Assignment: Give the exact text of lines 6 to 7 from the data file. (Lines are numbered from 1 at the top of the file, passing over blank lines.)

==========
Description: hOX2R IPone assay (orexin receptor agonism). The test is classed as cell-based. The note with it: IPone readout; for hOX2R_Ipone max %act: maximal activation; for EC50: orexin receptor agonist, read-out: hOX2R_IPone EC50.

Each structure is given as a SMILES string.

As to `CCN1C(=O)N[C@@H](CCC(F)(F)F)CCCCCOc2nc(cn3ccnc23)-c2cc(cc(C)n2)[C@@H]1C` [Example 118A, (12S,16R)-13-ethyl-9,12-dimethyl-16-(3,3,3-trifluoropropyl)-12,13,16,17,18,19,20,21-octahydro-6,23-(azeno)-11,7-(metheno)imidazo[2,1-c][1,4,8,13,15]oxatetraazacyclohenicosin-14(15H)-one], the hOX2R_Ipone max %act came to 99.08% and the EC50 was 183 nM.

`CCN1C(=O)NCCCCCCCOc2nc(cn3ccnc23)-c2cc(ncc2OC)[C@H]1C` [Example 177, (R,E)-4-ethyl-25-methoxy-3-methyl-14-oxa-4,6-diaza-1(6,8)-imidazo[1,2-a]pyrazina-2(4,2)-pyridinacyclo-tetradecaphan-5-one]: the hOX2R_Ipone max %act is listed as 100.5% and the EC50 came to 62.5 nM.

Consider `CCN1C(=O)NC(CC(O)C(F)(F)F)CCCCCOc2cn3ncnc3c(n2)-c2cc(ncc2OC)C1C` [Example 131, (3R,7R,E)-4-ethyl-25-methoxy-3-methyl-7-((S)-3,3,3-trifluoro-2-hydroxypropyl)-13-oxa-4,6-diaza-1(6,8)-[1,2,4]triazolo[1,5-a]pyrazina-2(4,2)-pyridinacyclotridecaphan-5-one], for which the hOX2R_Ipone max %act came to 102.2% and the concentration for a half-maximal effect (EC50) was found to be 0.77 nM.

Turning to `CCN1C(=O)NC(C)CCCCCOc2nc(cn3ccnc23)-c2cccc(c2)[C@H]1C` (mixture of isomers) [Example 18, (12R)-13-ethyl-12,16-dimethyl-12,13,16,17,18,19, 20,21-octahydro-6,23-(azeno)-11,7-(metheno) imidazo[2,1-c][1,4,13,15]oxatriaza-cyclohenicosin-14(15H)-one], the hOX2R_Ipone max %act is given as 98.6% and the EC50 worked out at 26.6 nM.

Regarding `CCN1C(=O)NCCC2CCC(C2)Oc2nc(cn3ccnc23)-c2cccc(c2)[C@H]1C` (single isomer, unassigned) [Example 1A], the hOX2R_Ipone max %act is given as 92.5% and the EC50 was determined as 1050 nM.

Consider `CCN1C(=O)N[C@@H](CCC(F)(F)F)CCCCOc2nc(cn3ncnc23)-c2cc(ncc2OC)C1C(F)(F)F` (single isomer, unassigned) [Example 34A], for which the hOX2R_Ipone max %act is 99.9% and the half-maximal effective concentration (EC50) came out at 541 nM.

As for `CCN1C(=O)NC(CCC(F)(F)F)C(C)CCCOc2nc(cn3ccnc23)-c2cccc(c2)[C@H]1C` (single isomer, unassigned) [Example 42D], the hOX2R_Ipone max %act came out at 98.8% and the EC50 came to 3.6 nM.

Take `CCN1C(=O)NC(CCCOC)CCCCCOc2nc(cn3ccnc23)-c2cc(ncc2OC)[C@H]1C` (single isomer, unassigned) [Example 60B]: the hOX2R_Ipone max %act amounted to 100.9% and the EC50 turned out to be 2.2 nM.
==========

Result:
Turning to `CCN1C(=O)NC(C)CCCCCOc2nc(cn3ccnc23)-c2cccc(c2)[C@H]1C` (mixture of isomers) [Example 18, (12R)-13-ethyl-12,16-dimethyl-12,13,16,17,18,19, 20,21-octahydro-6,23-(azeno)-11,7-(metheno) imidazo[2,1-c][1,4,13,15]oxatriaza-cyclohenicosin-14(15H)-one], the hOX2R_Ipone max %act is given as 98.6% and the EC50 worked out at 26.6 nM.

Regarding `CCN1C(=O)NCCC2CCC(C2)Oc2nc(cn3ccnc23)-c2cccc(c2)[C@H]1C` (single isomer, unassigned) [Example 1A], the hOX2R_Ipone max %act is given as 92.5% and the EC50 was determined as 1050 nM.